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The Trail Steward

The Trail Steward Sitting on a bench in my beloved South Whidbey State Park, I was happy to be hiking again. Just 3 weeks after a partial knee replacement I was not moving fast, but I was relishing the return to my weekly medicine walks. Several old growth red cedar trees towered above me. Fern and salal plants were shoulder height and dense. The sanctuary of the forest surrounded me. Within minutes of sitting there, ...
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Grandmother in the 21st Century

Something happened to my heart when Jaden was born. A chamber opened that I didn’t know was there: the grandmother room. He, and now Sasha, reside in this special place. I am honored to be their “Nina” and delighted to be partnering with their “Maga,” to be the nature grannies. We bring them Island Life: unstructured and unsupervised time outside, time on the beach making up games with the corgi dog, constructing driftwood caves. We ...
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A Tribute to My Daughter

I have just returned from a 10-day family trip to South Korea. Seven of us, age seven to 71, made the pilgrimage back to the land of our daughter and son’s birth. Everything about the trip was extraordinary, beginning with Sally’s invitation to have us join her. Sally left South Korea in 1984 at age 17-months to begin her life in the United States as our adoptive daughter. Her return 34 years later with her ...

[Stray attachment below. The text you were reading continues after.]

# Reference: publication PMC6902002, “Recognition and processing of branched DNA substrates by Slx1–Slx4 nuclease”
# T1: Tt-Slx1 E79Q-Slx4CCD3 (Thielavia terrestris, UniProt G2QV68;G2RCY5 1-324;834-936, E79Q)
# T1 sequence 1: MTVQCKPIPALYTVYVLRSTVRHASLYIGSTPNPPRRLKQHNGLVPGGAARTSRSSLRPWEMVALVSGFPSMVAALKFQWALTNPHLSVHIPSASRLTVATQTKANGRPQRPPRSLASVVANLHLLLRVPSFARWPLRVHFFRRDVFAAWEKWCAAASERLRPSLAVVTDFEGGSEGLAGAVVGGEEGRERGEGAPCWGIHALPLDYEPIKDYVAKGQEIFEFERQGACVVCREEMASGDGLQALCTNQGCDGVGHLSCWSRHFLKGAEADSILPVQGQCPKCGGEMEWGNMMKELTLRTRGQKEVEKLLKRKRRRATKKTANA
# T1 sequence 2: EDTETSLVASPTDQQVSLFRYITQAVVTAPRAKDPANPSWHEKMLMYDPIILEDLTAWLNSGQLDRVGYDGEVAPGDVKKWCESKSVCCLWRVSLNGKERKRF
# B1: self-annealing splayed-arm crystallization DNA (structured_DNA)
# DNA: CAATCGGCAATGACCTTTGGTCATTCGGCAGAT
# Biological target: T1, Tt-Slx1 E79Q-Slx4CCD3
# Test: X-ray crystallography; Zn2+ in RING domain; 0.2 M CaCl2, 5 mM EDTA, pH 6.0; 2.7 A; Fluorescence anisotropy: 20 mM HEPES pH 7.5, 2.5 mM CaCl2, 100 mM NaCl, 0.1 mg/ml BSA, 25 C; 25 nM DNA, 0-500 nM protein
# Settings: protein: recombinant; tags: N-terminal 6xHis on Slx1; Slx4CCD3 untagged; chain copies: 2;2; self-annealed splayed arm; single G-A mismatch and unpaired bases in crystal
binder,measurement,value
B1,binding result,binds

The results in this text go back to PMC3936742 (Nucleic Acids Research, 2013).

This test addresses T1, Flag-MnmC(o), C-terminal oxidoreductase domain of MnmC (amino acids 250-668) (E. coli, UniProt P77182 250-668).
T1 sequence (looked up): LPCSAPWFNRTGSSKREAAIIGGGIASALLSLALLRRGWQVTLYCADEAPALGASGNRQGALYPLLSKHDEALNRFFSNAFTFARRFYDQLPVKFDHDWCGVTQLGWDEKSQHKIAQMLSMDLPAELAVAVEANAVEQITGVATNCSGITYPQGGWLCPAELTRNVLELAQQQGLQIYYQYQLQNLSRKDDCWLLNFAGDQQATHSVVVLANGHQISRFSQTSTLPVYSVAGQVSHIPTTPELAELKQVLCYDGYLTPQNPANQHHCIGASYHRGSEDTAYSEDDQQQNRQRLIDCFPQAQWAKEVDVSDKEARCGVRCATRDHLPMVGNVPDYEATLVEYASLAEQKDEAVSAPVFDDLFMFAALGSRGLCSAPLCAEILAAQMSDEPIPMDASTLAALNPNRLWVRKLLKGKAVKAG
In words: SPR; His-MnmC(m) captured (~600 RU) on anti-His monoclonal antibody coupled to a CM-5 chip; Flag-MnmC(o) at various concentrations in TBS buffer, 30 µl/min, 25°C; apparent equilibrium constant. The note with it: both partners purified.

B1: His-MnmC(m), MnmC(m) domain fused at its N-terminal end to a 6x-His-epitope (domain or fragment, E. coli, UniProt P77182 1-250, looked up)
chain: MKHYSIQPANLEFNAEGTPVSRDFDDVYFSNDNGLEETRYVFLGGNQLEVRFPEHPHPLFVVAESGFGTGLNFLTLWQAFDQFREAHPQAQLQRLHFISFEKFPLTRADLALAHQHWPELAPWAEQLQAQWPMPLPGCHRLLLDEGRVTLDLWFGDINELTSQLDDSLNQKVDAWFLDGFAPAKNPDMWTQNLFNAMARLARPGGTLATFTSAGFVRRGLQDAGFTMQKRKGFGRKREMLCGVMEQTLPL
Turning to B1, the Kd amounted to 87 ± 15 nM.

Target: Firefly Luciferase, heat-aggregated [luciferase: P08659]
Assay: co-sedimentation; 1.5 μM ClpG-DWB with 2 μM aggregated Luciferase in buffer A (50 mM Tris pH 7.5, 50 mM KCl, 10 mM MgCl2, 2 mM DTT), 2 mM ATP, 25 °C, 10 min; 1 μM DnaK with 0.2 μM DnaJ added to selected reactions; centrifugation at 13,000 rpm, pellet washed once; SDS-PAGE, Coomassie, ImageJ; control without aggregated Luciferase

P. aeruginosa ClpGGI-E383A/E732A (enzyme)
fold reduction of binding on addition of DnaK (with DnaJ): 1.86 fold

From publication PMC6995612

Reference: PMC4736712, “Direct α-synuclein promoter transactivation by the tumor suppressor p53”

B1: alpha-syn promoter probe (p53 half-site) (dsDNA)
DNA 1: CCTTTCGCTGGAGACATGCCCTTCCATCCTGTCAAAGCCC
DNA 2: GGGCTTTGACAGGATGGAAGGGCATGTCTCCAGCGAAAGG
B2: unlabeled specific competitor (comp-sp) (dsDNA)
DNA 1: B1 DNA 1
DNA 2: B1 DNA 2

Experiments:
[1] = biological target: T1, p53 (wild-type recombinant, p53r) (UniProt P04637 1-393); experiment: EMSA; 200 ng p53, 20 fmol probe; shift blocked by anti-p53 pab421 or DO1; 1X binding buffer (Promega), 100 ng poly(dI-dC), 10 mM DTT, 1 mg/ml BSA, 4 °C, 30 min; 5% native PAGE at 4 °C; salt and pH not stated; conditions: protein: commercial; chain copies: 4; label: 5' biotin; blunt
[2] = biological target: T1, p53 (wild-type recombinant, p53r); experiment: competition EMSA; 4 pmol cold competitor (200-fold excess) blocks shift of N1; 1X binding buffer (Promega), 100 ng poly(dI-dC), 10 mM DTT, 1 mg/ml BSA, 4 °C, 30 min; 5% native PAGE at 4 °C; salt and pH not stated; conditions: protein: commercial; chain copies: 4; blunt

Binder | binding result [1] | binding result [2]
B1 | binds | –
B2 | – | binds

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Collective Urgency

We name things that draw together. We marvel at the capacity of things to move in coordination—and watch in awe at the sudden emergence of collective movement. Consider a murmuration of starlings undulating in flight across the sky. These astonishing aerial ballets of up to several million birds, appear at dusk after a day of feeding in small groups and swirl in great displays across the sky. What scientists understand about starlings is also what ...
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Teachers Do NOT Carry Guns

I have been a teacher all of my life. My partner and three sisters are teachers. Many, many of my friends are teachers. Teachers do NOT Carry Guns. It is the antithesis of what we are called to do with our lives. We find joy in connecting with our students to help them learn things. We find challenge in articulating subjects so that students of many different learning styles can find the AHA moment that ...
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Acts of Artful “Dumbling”

The new movie Paddington2, is about a bear from “darkest Peru” who eats orange marmalade and has stowed himself away to London where a nice family takes him in and tries to help him adapt to life among humans. The movies are based on the sixty-year writing career of Michael Bond, starting in 1958 with the final volume being published in his honor and memory this coming summer. I remember reading several of the early ...